The Partnership for Safe Medicines
Weekly UpdateAugust 24, 2010
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FDA Warns Consumers Not to Use Stolen Advair Inhalers

The U.S. Food and Drug Administration (FDA) has issued a warning that a number of Advair Diskus inhalers that were stolen in 2009 have been found in some pharmacies and that consumers should not used the stolen products.

The products were reported stolen from a GlaxoSmithKline warehouse near Richmond, Virginia, in August 2009. These recently discovered inhalers were the first that surfaced from the theft but the FDA is still warning consumers that more of the stolen products may appear in the marketplace.
Advair Diskus, generically known as fluticasone propionate and salmeterol inhalation powder, is used to treat those who suffer from asthma and chronic obstructive pulmonary disease.

There are a number of risks associated with the use of stolen pharmaceutical products. They may have been stored at incorrect temperatures and humidity levels. Improper storage conditions can degrade medications or cause them to lose potency. In addition, stolen drugs may have been tampered with and may be contaminated.

There were two lots stolen, totalling 25,600 Advair Diskus inhalers. The lot numbers of the stolen produces are 9ZP2255 - NDC 0173-0696-00 and 9ZP3325 - NDC 0173-0697-00. Patients who have products with these lot numbers should immediately stop using them, contact GlaxoSmithKline's Customer Response Center at 888-825-5249, and follow-up with their physician or pharmacist to obtain a proper replacement.
Top News

Vatican Spokesperson Speaks Out Against Counterfeit Drugs

Agenzia Fides, the missionary press agency of the Vatican, has spoken out against counterfeit drugs and the approximated 700,000 people expected to die annually due to their pervasiveness. Fake tuberculosis and malaria drugs alone are estimated to kill 700,000 people a year. A large part of these victims are African. Agenzia Fides stated, "The development of germs resistant to antibiotics and other treatments is a problem that affects all humanity, not just Africans. It is therefore in the best interest of all concerned that smuggling of counterfeit drugs be fought against." ("Vatican Denounces Drug Counterfeiters," Partnership for Safe Medicines," August 19, 2010; Link here)
World News

EU: Researchers Find Counterfeit Versions of Discontinued Drugs Online


Researchers in Poland and Holland recently revealed that counterfeit varieties of the anti-obesity drug, Acomplia, are available over the internet. Acomplia, generically known as rimonabant, was pulled from the market in 2008 but can still be obtained online, according to The European researchers conducted testing of the counterfeit drugs and found that while many of the pills had effective levels of rimonabant, there were a number of other impurities including unapproved ingredients. ("European Researchers Find Counterfeit Drugs Online," Partnership for Safe Medicines, August 23, 2010; Link here)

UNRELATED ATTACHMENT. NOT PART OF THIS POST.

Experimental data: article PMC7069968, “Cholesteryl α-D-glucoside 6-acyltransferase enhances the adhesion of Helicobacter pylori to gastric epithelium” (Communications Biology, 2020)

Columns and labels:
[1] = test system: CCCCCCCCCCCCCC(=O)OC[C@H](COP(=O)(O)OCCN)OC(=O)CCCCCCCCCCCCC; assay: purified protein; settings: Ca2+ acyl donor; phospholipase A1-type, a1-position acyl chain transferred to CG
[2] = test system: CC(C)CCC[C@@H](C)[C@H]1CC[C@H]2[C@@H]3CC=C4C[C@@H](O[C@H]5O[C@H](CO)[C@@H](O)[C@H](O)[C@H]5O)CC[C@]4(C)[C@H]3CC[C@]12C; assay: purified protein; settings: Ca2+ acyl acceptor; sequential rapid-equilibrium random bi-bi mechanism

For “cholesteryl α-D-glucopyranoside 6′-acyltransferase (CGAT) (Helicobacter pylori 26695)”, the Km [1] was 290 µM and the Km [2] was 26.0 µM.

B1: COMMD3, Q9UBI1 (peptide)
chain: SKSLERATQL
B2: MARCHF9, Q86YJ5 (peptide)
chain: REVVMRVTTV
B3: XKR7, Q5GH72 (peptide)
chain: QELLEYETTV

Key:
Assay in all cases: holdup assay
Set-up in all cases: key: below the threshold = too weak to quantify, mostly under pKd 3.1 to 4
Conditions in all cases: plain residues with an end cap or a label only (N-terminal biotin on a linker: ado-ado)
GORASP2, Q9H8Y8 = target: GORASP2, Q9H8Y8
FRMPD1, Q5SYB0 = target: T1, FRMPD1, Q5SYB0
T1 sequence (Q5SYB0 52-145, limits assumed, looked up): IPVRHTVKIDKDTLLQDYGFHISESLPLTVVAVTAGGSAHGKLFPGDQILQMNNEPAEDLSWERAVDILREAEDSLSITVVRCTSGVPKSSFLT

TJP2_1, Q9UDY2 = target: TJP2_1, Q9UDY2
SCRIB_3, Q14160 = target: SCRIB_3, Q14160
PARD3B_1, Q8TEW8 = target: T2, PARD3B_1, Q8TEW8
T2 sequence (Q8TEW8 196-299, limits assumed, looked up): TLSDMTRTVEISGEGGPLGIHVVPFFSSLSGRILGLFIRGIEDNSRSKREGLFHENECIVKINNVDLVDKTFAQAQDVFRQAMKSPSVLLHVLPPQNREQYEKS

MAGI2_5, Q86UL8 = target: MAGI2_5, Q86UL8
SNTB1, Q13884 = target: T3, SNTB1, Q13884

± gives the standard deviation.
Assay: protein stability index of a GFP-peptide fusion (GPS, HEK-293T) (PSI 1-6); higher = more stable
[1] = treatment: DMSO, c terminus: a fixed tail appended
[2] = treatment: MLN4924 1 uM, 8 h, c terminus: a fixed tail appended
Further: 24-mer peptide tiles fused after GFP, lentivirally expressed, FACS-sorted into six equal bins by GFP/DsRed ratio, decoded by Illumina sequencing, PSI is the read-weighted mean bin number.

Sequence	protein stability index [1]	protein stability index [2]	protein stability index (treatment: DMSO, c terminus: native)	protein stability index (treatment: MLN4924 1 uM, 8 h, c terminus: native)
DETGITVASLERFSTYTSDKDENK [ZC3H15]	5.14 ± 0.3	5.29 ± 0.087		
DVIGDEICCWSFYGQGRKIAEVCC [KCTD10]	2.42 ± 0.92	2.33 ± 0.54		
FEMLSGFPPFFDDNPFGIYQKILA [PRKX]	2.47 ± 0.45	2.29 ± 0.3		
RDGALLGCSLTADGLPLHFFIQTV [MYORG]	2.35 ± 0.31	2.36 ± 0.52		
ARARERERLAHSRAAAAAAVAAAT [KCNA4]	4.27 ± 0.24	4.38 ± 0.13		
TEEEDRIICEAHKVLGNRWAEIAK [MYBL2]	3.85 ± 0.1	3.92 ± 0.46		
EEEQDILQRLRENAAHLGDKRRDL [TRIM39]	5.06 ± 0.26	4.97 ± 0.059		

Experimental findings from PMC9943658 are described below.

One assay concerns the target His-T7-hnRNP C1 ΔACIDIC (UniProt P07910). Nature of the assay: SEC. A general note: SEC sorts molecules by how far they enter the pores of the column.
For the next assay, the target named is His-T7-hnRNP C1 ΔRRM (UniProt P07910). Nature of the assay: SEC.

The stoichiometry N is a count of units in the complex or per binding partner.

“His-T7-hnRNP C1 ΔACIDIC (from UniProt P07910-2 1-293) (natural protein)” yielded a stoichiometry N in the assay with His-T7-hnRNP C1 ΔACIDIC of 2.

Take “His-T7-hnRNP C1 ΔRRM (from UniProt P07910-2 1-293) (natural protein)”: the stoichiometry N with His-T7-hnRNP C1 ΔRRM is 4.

China: Officials List 33 Counterfeit Drugs to Aid Law Enforcement


China's State Food and Drug Administration recently provided names of 33 fake medicinal products to help provincial and national authorities investigate drug counterfeiting activities, reports Securing Pharma. The fakes carry falsified trademarks of Chinese drug manufacturers, as well as some other major drug manufacturers including Pfizer. They include drugs to treat diabetes, respiratory conditions, cardiovascular disease, gout, arthritis and central nervous system disorders. ("China lists names of 33 fake meds," Fierce Pharma, August 18, 2010; Link here)



India: Drug Courier Arrested for Transporting Counterfeit Drugs


Police in India recently arrested a man in possession of counterfeit drugs. Dharmender Singh was arrested at the Kidwai Nagar bus stand for allegedly dealing in counterfeit drugs, according to the Asian Age. The police say that Singh had a number of drugs that were marked with counterfeit labels of two famous pharmaceutical companies. Singh's story is an example of the new way that counterfeit drugs are being distributed, according to Indian police. Instead of moving the fake medicines in large, bulk shipments, counterfeit drug dealers are now relying on individual couriers to push the phony goods, reports the news source. ("Indian Cops Nab Counterfeit Drug Courier," Partnership for Safe Medicines, August 18, 2010; Link here)



Anti-counterfeiting Americas (Bosto
n, USA)
When: Wednesday, Sep 8, 2010
Where: Boston, USA
Description: Link here

PSM's Inaugural 2010 Interchange

When: Friday, Oct 8, 2010
Where: Washington, D.C

PSM InterchangeThe Partnership for Safe Medicines invites you to save the date for an intimate conference bringing together patient groups, providers, pharmaceutical company quality experts, enforcement personnel, policymakers, regulatory agency experts and other interested parties to discuss key issues around counterfeit drugs and other unsafe medicines. Register by August 1st to take advantage of reduced registration fees.

Register Now
About the Partnership for Safe Medicines
The Partnership for Safe Medicines is a group of organizations and individuals that have policies, procedures, or programs to protect consumers from counterfeit or contraband medicines. For more information, please visit